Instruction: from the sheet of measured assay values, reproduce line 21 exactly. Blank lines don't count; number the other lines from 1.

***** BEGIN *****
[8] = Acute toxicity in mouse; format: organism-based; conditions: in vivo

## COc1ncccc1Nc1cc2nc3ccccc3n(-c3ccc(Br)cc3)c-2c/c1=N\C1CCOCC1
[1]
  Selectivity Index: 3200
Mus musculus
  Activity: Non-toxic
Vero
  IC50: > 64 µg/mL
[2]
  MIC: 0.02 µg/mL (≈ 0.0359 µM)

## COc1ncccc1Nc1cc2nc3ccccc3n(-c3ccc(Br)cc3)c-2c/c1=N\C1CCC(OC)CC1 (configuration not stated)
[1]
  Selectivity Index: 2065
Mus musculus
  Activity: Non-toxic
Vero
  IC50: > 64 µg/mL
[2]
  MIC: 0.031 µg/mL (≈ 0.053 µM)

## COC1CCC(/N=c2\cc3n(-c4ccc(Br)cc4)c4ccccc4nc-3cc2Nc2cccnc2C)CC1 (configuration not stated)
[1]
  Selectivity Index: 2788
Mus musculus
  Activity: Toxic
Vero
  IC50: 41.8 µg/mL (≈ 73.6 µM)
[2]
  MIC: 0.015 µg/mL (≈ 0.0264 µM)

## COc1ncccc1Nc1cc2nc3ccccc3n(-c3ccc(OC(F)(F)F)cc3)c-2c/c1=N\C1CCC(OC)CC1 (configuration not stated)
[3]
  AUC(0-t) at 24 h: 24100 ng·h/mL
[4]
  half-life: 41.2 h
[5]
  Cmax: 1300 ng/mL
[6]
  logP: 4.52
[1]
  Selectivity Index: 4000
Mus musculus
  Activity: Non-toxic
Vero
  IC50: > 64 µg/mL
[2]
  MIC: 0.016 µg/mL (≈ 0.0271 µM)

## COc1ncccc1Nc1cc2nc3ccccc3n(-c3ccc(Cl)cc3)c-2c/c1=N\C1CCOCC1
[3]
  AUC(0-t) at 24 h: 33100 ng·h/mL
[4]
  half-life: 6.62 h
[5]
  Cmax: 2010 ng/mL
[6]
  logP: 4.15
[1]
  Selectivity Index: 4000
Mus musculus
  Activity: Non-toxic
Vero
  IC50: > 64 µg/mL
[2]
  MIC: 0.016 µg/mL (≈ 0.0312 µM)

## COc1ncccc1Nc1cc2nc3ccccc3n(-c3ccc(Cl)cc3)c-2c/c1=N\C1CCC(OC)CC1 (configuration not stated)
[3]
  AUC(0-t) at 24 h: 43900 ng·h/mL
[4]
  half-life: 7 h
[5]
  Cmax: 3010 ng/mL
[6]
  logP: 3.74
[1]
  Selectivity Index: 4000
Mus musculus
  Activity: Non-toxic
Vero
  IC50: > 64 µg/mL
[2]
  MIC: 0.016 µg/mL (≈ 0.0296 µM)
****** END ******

[1]